The gravitational-wave detector Laser Interferometer Space Antenna (LISA)  has been chosen as the third large-class mission in ESA’s science program to be launched in 2034. The Phase A study of the LISA mission has started in 2018. LISA aims to detect amplitude, frequency, and polarization of low frequency gravitational waves. This will allow to investigate properties of astrophysical objects; e.g. black holes, and to address more general questions, e.g. the state of the universe before the generation of the cosmic micro-wave. The detector will consist of three spacecraft (S/C) forming a triangle with 2.5 million kilometers arm length following the earth around the sun. Each S/C houses two free-falling test masses, two optical benches and two active laser heads. A laser interferometric link is set up between the two optical benches on the opposite S/C and between the optical benches and the assigned test masses on both S/C aiming for the detection of optical displacement variations between the two test masses. Moreover, light is exchanged between the two optical benches on each S/C to reference all three interferometric arms w.r.t. each other. Doing so, all kinds of interferometric combinations of the three interferometer arms can be generated enabling the measurement of the spacetime distortion by gravitational waves and analyzing their properties. The displacement requirement on an interferometric arm is
in the measurement band of 3·10-5 Hz ≤ f ≤ 1 Hz .
The key specifications of the laser head are an optical output power delivered by a single-mode polarization-maintaining optical fiber onto the LISA Optical Bench of ≥ 2 W at a wavelength of 1064 nm, a high frequency stability of the free-running laser of
for 3·10-5 Hz ≤ f ≤ 1 MHz, and for the pre-stabilized laser of
for 3·10-5 Hz ≤ f ≤ 1 Hz and for 1 Hz ≤ f ≤ 1 MHz of
a low relative intensity noise and a phase sideband noise as depicted in Figure 1.
The main building blocks of the laser head are the seed laser source, an amplifier, light modulation and power stabilization technologies including associated electronics; see Figure 2. Redundant elements are highlighted by dashed lines. The laser is based on a master oscillator power amplifier (MOPA) design with a seed laser as MO and a fiber amplifier as PA. We investigate an extended cavity diode laser (ECDL) with resonant optical feedback by an external cavity as a seed laser and a semiconductor optical amplifier (SOA) providing an optical output power out of the fiber of 300 mW (with 50% derating); see Section a. Various laser types have been investigated as a seed laser source for LISA [3, 4]. To date a nonplanar ring oscillator (NPRO) is the baseline for the LISA seed laser. However, an ECDL offers some advantages over the NPRO: a better electro-optical efficiency and – comparing the only NPRO with space heritage to our proposed ECDL – a by an order of magnitude higher optical output power.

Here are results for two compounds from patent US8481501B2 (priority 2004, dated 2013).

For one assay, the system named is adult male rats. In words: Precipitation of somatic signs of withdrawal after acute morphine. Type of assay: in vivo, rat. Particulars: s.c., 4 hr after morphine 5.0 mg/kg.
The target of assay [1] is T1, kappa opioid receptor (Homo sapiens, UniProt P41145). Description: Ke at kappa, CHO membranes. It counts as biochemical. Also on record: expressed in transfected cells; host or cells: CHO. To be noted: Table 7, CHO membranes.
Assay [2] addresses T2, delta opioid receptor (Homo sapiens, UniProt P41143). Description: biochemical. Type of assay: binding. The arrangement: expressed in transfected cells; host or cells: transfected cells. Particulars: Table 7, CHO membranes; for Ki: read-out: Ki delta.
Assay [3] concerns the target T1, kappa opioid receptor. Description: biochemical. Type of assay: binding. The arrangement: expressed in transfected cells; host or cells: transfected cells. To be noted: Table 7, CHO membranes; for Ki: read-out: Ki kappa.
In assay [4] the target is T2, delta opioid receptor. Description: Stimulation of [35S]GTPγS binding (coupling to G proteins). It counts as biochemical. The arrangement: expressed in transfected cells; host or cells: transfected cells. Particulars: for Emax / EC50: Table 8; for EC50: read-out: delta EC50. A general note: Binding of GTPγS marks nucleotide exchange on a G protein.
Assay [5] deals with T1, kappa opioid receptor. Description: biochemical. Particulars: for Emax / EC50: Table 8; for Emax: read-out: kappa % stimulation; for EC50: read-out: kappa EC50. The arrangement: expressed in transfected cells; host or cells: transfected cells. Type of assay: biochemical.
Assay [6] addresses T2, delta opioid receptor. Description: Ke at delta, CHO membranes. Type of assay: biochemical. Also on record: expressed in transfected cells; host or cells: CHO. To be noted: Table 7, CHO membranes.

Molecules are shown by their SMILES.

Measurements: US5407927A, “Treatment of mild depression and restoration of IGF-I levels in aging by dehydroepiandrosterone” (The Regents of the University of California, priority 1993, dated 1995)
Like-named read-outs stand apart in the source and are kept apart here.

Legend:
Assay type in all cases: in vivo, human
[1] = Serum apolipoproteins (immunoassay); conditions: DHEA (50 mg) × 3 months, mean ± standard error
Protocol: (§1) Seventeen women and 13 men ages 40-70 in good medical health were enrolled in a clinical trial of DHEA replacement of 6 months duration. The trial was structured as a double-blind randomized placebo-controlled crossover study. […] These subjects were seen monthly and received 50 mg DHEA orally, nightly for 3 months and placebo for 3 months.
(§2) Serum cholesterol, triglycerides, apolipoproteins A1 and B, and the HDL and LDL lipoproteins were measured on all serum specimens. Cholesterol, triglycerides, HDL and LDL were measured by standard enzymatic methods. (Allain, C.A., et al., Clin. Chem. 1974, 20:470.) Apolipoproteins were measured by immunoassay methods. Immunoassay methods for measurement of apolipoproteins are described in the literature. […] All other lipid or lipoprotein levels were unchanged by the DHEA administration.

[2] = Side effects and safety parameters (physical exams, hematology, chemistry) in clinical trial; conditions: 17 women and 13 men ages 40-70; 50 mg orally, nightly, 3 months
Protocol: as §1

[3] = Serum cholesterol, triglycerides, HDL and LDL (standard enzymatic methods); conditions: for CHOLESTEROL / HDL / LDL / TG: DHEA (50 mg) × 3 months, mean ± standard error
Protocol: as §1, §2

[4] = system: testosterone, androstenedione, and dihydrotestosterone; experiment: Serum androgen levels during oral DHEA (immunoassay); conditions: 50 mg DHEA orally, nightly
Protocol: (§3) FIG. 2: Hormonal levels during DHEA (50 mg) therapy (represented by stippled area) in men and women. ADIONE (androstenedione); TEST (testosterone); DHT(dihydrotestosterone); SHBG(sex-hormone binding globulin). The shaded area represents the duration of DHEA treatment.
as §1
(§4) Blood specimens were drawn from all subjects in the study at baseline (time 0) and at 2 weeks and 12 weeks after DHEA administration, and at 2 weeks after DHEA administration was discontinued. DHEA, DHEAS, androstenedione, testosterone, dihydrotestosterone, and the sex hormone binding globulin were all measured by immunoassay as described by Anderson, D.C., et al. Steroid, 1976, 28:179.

A fraction of the seed laser light is tapped off to the laser pre-stabilization system (LPS) to stabilize the laser light in frequency utilizing a reference cavity and the Pound-Drever-Hall locking scheme. An electro-optical modulator (EOM) is located between the seed laser and the amplifier to imprint sidebands to the carrier for inter-satellite ranging, data transfer, and clock-tone transfer via phase modulation. The optical power of the laser light after the EOM is amplified by a fiber amplifier with an amplification factor of 80 (best case) to 154 (worst case) to deliver an optical output power of 2100 mW onto the optical bench; see Section b for details on the fiber amplifier.
Due to time and budget constraints not a single breadboard including all building blocks is set up, but three breadboards: the seed laser consisting of the two breadboards ECDL and semiconductor optical amplifier, and the third breadboard being the fiber amplifier breadboard. All three breadboards were set up independently, but for some test they were operated together. All three breadboards are or will be characterized w.r.t to the requirements. The characterization phase is ongoing. In the following first results are presented.
a. Seed laser – design & first measurements
Diode lasers with resonant optical feedback utilize optical feedback from a separate, external cavity for linewidth narrowing. As the light travels back and forth inside the external cavity before feeding back to the laser chip, this setup effectively implements a very long cavity, but at the same time it avoids problems related to very long ECDL setups. The seed laser uses a volume holographic Bragg grating (VHBG) in conjunction with an unstructured laser diode and an external cavity. Furthermore, it is foreseen to implement a MOPA concept also for the seed laser, where the output of the ECDL with resonant optical feedback, the MO, is (pre-) amplified by means of a power amplifier (PA), a semiconductor optical amplifier (SOA). In this way several hundreds of milli watts of output power will be realized.